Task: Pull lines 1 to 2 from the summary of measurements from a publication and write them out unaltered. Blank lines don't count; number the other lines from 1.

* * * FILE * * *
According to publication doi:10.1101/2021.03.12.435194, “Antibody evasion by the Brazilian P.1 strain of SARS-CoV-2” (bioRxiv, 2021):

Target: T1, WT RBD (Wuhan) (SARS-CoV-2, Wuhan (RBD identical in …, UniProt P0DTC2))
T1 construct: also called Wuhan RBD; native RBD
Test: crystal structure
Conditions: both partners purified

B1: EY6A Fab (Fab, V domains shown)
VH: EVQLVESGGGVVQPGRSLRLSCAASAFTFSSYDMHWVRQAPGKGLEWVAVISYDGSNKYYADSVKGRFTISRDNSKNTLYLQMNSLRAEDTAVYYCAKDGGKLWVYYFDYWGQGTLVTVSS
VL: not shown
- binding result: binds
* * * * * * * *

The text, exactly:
According to publication doi:10.1101/2021.03.12.435194, “Antibody evasion by the Brazilian P.1 strain of SARS-CoV-2” (bioRxiv, 2021):

Target: T1, WT RBD (Wuhan) (SARS-CoV-2, Wuhan (RBD identical in …, UniProt P0DTC2))